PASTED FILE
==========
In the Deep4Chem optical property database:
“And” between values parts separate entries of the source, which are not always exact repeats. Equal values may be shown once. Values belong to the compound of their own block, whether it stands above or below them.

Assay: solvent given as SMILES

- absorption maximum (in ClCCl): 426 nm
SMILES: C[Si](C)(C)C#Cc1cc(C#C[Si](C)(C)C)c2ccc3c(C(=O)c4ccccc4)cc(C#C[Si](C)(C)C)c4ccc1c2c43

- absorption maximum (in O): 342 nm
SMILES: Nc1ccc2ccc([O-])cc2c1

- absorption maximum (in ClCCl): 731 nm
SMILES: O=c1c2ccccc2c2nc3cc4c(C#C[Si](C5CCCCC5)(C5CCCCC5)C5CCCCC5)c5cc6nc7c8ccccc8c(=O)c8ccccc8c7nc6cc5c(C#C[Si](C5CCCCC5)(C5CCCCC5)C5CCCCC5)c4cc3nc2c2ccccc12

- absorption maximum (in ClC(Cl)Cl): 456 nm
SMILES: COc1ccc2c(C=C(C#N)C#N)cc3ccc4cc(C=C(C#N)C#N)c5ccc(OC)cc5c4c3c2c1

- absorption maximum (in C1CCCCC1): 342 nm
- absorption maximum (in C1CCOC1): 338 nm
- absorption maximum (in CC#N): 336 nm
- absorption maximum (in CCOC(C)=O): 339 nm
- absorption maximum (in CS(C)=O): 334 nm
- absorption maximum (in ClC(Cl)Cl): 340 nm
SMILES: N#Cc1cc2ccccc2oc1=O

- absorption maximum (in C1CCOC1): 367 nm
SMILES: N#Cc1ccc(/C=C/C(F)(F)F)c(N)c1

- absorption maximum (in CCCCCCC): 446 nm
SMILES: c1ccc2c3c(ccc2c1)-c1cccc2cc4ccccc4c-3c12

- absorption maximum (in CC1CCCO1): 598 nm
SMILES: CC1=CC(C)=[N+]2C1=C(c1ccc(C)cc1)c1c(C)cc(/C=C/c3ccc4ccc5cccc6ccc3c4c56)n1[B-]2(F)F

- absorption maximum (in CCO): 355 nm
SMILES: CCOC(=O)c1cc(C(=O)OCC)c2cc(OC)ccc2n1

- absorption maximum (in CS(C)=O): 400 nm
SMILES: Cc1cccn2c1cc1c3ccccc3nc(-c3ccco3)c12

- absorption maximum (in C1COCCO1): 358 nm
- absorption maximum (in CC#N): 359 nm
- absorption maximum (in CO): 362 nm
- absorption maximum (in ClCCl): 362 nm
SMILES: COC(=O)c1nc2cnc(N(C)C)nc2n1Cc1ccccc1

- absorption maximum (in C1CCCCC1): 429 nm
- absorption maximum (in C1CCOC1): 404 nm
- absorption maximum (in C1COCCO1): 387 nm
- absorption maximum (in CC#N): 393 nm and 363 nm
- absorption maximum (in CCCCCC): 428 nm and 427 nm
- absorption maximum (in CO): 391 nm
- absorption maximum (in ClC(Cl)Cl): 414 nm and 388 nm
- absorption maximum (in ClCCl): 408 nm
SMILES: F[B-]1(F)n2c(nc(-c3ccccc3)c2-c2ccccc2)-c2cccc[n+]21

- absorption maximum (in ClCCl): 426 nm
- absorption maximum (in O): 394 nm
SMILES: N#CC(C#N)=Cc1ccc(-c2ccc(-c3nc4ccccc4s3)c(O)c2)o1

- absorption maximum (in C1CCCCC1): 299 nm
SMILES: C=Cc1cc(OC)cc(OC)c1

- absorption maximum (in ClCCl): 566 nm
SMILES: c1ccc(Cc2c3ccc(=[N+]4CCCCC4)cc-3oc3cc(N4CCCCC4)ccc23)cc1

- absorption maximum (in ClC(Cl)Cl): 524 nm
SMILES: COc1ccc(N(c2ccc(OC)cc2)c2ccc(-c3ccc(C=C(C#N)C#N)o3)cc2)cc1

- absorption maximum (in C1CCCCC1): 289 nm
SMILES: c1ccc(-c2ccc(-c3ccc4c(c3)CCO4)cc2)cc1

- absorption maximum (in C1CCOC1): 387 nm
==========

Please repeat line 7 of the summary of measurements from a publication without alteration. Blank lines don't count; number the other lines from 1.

SMILES: Nc1ccc2ccc([O-])cc2c1